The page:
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This outfit sells goggles that do that. It's just a matter of prisms and some engineering. Alternatively, you could just have them look down/up into a mirror, or even make a periscope like this, where the blue parts are mirrors:

enter image description here

or this:

enter image description here

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  • $\begingroup$ Looking down is hard on the neck :) TBH, I like the periscope solution the best. If you're going to go around bumping into things, you might as well look awesome doing it! flickr.com/photos/83287853@N00/4848187328 $\endgroup$ – lionelbrits Nov 13 '13 at 23:45
  • $\begingroup$ @lionelbrits: Google should pick up on that! $\endgroup$ – Mike Dunlavey Nov 14 '13 at 3:46
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I think you should consider a catoptric or catadioptric system. The heart of the system is two parabolic mirrors facing each-other (can be light weight if you aren't overly concerned about a flawless image) , and they produce an inverted image.

Here is a diagram showing the light path of a Cassegrain telescope. Obviously you would use different curvatures for both primary and secondary because your objective is not to magnify but to invert.

Cassegrain

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  • $\begingroup$ One mirror has a hole in it. $\endgroup$ – lionelbrits Nov 13 '13 at 22:33
  • $\begingroup$ You don't see the hole, because a single point in the image is formed by many rays travelling along different paths. Put differently, the "hole" is so far out of focus that it is invisible. As for the particulars, I did mention that you would have to tune the positions and curvatures of the mirrors to the application. $\endgroup$ – lionelbrits Nov 14 '13 at 0:24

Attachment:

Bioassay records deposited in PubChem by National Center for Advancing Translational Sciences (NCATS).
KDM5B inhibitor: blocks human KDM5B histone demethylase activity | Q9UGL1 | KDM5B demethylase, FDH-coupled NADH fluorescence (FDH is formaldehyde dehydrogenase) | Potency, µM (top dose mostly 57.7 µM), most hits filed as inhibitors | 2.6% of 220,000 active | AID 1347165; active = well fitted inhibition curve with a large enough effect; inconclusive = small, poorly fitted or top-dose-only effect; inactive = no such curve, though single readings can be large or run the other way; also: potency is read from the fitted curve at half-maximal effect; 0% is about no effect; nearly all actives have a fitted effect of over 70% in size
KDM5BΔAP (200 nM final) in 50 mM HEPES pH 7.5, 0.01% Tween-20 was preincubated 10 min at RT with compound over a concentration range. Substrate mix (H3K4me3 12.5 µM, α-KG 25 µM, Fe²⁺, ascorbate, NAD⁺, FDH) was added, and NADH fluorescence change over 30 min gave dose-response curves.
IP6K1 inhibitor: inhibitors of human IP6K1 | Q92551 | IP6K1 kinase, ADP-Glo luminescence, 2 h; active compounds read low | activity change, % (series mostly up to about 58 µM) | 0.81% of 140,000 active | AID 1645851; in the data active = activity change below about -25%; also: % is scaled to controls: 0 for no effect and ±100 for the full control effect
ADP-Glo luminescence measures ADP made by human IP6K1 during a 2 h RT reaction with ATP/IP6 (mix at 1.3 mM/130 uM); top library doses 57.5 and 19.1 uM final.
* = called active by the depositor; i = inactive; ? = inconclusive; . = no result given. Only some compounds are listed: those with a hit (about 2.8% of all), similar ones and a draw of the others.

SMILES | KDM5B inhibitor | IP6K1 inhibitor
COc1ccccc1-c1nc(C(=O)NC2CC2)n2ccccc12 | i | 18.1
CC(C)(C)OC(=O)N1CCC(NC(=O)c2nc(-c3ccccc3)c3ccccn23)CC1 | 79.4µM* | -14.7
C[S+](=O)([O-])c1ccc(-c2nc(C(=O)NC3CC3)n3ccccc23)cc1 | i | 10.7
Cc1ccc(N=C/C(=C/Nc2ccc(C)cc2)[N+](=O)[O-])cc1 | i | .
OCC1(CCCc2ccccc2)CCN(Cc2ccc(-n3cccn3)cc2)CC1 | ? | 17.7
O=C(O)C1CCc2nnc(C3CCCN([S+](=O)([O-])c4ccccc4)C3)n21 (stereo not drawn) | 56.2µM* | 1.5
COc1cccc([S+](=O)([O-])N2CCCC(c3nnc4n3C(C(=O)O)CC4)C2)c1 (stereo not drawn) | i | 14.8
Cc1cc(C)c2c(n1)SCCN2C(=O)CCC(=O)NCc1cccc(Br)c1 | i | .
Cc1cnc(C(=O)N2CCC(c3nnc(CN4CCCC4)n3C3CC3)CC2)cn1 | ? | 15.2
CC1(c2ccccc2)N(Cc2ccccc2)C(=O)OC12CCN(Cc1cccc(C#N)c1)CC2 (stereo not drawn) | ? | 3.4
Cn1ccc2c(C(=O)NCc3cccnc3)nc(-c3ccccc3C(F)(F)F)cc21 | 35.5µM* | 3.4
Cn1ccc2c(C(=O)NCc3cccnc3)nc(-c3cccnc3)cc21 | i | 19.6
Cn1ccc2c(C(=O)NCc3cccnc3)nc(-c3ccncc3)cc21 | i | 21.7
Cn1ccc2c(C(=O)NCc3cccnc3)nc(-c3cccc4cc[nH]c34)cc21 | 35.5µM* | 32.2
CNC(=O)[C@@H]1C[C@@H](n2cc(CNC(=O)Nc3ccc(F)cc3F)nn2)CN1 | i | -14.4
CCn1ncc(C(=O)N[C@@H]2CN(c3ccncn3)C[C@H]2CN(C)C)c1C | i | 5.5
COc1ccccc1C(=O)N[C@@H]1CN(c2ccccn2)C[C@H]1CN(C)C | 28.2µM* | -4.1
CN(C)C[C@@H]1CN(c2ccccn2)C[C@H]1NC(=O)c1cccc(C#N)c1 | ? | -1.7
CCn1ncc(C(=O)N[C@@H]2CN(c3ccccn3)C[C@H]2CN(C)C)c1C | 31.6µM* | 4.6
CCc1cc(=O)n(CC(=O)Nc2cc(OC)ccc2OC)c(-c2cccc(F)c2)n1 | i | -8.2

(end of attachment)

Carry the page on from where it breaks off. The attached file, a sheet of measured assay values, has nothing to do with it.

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This a very old question and it's practical application is related to neuroscience. If you read this Wikipedia article: Perceptual adaptation - Experimental support you will learn of 1890s experiments with inverted vision glasses aimed to verify that brain will adapt and flip the images at some point after long glasses usage. Here is description of glasses that were used by the experimentator George M. Stratton found here on 1st page:

This was done by binding on the eyes a simple optical contrivance constructed on the following principle : If two convex lenses of equal refractive power be placed in a tube at a distance from each other equal to the sum of their focal distances, the eye in looking through the tube sees all things inverted, but in other respects the image remains unchanged. The image cast on the retina is as if the whole field of view had been revolved on the line of sight through an angle of 180o. All light other than that which comes through the lenses must, of course, be carefully excluded by making the instrument fit exactly the inequalities of the face by means of black linings and pads. For if light were permitted to enter the eyes otherwise than through the lenses, the observer would be subjected to- both upright and inverted images, and the purity of the experiment would be lost. The size of the visual field was a matter requiring some care. The size and refractive power of the lenses are the determining factors here, and in the desire to obtain a reasonably large visual field one is tempted to use large thick lenses. But they are soon found to be too heavy to wear on the head for a considerable length of time. I found it best, therefore, to modify the instrument above described, by substituting two double convex lenses (placed close together on the same axis line) for each of the lenses in that description. I had thus for each eye a short adjustable tube, and at either end of the tube a pair of good lenses of equal focal length. The instrument by this means gave a clear field of vision with a compass of 45o, and at the same time was light enough to be worn without discomfort.